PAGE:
The most interesting part is how this is one of the few serious sources of backpressure on rent. Normally landlords are so loathe to reduce rents that they'll let a property sit vacant for months, but this tax makes that extremely painful so they're forced to instead meet the market on rent prices.
What's the reasoning here? I've tried to talk landlords down by less than a month's rent when taken over the course of a typical year lease, been told to shove off, only to watch the unit go unrented for months until they finally drop the price.
So if you are renting 60% of your units at $4k per month, you can borrow against the income you'd make if you had all 100% rented out. But if you had to lower the rent on the other 40% by $1k to get 90% occupancy -- you'd have a larger income, but be able to borrow less money.
If your goal is to use leverage to borrow as much as you can and cash out before the cycle ends (which I think is what most people are doing in RE) then this is how you do it.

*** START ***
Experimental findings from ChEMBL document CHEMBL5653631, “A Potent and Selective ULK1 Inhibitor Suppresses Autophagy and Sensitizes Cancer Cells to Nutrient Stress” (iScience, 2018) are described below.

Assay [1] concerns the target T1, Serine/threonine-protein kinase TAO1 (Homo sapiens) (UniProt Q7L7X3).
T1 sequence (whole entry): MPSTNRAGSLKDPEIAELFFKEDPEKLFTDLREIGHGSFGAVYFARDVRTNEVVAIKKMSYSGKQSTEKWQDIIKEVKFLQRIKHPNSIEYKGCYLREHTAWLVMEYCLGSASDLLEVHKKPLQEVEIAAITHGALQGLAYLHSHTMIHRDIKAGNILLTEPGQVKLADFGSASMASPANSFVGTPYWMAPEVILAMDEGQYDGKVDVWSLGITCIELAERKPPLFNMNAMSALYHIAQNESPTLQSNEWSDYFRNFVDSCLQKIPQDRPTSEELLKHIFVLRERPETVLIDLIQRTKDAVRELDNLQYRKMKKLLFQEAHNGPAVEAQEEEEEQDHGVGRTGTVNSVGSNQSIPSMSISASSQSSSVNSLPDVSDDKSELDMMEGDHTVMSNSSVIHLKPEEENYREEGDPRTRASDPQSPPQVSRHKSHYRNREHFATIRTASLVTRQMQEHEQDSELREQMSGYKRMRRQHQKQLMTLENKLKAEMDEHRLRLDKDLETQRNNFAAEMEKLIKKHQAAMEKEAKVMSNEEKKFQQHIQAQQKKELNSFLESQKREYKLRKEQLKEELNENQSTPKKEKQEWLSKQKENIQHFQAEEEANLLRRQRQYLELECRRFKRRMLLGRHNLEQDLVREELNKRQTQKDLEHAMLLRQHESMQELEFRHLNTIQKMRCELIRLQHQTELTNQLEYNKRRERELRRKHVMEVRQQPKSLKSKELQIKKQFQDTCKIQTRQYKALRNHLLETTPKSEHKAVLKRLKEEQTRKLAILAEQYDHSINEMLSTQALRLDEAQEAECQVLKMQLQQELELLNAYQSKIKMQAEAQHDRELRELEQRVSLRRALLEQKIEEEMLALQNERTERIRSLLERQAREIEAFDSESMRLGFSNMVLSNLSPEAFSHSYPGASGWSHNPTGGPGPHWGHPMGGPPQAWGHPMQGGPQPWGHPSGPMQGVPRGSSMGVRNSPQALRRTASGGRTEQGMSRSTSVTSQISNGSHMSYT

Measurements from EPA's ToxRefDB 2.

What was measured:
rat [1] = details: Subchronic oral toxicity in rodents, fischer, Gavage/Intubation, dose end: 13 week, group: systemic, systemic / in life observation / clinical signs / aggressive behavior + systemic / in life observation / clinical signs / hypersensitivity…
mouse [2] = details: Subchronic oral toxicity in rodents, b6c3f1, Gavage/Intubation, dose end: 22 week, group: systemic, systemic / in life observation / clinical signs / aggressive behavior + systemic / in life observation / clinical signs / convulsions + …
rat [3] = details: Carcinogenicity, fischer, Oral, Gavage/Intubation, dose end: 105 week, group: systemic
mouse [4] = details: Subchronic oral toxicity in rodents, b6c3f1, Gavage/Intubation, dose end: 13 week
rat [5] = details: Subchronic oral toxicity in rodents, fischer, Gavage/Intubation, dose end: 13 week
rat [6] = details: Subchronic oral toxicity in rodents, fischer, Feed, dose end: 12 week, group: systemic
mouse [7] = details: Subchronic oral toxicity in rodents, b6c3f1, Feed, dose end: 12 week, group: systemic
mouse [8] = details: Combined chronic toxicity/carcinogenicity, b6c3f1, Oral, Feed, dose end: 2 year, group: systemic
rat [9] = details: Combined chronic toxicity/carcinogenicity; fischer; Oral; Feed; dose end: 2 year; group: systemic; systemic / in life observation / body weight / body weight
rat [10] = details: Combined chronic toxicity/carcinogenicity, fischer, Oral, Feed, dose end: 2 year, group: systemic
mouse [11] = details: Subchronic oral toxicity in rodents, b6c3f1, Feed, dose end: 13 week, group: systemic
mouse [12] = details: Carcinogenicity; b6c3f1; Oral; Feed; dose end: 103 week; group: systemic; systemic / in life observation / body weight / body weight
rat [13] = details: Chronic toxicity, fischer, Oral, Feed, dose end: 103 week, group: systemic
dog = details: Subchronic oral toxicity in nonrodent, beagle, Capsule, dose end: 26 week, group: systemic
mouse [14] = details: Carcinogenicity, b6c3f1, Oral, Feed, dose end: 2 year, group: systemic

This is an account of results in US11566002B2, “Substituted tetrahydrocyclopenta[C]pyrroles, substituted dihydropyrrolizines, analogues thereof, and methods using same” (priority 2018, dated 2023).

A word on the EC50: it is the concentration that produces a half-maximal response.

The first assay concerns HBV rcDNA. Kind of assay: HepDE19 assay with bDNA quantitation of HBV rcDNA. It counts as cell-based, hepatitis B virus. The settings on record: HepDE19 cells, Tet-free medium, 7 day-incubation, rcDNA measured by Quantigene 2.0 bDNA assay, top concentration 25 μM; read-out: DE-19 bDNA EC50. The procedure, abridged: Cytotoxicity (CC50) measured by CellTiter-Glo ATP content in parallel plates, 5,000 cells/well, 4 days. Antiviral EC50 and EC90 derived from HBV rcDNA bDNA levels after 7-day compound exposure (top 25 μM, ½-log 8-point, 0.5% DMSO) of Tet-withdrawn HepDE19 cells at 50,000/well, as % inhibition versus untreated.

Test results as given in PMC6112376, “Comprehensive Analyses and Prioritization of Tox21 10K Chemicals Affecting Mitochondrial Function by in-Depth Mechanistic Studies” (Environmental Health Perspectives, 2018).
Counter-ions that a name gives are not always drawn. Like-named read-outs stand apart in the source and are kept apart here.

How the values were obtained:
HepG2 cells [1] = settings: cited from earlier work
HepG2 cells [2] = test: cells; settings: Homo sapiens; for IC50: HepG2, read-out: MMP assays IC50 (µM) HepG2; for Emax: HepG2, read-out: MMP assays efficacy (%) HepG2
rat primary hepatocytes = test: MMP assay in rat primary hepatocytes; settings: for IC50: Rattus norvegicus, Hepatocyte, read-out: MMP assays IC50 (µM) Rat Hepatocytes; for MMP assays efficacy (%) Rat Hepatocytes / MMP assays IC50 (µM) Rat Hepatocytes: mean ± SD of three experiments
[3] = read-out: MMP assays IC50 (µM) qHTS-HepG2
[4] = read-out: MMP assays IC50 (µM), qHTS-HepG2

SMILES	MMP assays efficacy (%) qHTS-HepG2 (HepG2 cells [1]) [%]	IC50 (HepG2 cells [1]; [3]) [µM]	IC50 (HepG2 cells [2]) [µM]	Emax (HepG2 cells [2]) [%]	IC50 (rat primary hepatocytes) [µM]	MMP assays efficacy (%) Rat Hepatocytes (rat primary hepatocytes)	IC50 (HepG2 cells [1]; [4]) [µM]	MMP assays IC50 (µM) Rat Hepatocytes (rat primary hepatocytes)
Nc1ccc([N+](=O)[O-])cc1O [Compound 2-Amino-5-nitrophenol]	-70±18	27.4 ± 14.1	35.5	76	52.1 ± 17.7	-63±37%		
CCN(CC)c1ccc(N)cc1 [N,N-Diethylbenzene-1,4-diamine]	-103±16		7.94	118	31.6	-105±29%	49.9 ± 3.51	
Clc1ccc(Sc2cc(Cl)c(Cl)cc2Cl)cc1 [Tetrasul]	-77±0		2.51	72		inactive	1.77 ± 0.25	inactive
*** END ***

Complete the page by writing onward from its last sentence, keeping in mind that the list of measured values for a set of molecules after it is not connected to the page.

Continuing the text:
I have no idea if the math works out for that, and he was negotiating, but he didn't budge a cent and we took our business elsewhere so it did seem like his hands were tied the same as your example.
This is especially true in commercial real estate, where your other tenants (e.g. in the same mall) sometimes have a "most favored nation" provision - if anyone else gets lower rent, they do too.
I’ve even seen it in SF lately - sign a 12 month lease and your first month is free.
The flip side to it is that I'm actually willing to move if they say no. I would rather not, because moving is a pain, but if you're not willing to take the other listing, it wasn't really comparable.
edit: However, I have only negotiated with individual landlords in AB. I have not tried in BC.